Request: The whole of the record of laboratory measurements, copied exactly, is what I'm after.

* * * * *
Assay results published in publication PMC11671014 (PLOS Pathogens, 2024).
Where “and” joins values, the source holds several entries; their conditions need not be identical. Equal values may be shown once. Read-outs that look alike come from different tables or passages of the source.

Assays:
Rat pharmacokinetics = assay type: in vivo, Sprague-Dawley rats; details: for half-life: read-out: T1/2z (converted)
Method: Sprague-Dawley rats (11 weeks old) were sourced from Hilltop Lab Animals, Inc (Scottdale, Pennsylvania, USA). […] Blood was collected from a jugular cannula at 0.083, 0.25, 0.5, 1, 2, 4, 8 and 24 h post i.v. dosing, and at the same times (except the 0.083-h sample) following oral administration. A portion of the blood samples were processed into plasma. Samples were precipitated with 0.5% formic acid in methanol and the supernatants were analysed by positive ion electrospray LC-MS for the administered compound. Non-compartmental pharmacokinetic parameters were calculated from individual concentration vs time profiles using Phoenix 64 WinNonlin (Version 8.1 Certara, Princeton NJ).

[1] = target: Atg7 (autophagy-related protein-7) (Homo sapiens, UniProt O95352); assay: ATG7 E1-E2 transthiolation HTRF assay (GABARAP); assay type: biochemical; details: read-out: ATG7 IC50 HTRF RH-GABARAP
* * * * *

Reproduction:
Assay results published in publication PMC11671014 (PLOS Pathogens, 2024).
Where “and” joins values, the source holds several entries; their conditions need not be identical. Equal values may be shown once. Read-outs that look alike come from different tables or passages of the source.

Assays:
Rat pharmacokinetics = assay type: in vivo, Sprague-Dawley rats; details: for half-life: read-out: T1/2z (converted)
Method: Sprague-Dawley rats (11 weeks old) were sourced from Hilltop Lab Animals, Inc (Scottdale, Pennsylvania, USA). […] Blood was collected from a jugular cannula at 0.083, 0.25, 0.5, 1, 2, 4, 8 and 24 h post i.v. dosing, and at the same times (except the 0.083-h sample) following oral administration. A portion of the blood samples were processed into plasma. Samples were precipitated with 0.5% formic acid in methanol and the supernatants were analysed by positive ion electrospray LC-MS for the administered compound. Non-compartmental pharmacokinetic parameters were calculated from individual concentration vs time profiles using Phoenix 64 WinNonlin (Version 8.1 Certara, Princeton NJ).

[1] = target: Atg7 (autophagy-related protein-7) (Homo sapiens, UniProt O95352); assay: ATG7 E1-E2 transthiolation HTRF assay (GABARAP); assay type: biochemical; details: read-out: ATG7 IC50 HTRF RH-GABARAP